The agreement was reached with the Chilean Agricultural and Livestock Service following an inspection into Brazil’s veterinary service and surveillance checks for foot and mouth disease.
At the end of August last year, the mission was approved and Chilean authorities were satisfied to authorise the market opening.
In 2010, Chilean authorities conducted measures to prevent foot and mouth disease from reaching the borders of Paraguay and Bolivia by constructing a parallel line, which significantly affected trade with Brazil.
Brazil’s agricultural authorities said the deal was another “important” achievement for animal health and national livestock protection, and will benefit 12 Brazilian municipalities.
“The restrictions on the export of fresh bovine meat from that area have ended,” said MAPA’s deputy director for animal health Judi da Nobrega.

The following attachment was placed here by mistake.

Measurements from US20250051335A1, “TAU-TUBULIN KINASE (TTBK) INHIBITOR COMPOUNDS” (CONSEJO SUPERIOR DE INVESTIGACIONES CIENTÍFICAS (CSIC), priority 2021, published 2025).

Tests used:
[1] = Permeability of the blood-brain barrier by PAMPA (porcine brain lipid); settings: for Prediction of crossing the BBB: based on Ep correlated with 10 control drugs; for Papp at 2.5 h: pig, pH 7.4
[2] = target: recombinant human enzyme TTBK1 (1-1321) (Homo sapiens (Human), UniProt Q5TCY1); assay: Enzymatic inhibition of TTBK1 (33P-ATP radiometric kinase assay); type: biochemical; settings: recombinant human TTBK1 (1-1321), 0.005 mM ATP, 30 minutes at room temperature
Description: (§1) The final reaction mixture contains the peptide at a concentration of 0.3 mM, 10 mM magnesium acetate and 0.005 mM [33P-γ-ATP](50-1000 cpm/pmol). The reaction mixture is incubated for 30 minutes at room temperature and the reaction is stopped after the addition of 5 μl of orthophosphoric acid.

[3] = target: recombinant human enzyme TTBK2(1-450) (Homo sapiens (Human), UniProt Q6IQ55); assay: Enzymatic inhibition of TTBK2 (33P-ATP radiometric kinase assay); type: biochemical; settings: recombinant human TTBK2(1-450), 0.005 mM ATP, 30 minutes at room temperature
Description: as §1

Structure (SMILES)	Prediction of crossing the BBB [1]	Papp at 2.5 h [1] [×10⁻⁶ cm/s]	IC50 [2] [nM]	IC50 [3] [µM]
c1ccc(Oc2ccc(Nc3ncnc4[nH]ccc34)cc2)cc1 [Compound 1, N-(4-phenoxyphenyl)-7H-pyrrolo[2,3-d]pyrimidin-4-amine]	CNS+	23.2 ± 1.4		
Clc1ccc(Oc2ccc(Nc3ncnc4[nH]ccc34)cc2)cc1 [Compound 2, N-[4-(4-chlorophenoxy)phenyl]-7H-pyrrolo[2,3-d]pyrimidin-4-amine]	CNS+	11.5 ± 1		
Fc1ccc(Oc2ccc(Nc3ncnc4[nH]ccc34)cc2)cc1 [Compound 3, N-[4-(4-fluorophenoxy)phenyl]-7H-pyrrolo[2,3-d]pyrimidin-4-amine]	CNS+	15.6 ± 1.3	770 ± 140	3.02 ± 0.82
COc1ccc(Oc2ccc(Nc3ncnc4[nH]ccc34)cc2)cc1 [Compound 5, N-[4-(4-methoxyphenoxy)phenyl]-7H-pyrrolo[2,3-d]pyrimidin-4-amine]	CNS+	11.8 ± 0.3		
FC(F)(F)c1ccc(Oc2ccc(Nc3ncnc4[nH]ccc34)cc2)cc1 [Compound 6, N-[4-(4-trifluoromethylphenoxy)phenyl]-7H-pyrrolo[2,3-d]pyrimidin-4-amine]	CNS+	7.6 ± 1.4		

“The new condition should value the animals of the region and boost their trade, favouring regional livestock farming.”
Brazil concluded a number of market openings at the end of 2018 after reopening access from Russia for its pork and beef, as well as Saudi Arabia continuing to tap the Brazilian market for meat with an import deal.
In late 2018, GlobalMeatNews exclusively interviewed the Brazilian Association of Animal Protein’s (ABPA) executive director Ricardo Santin about Brazil aiming to address concerns over its food safety issues.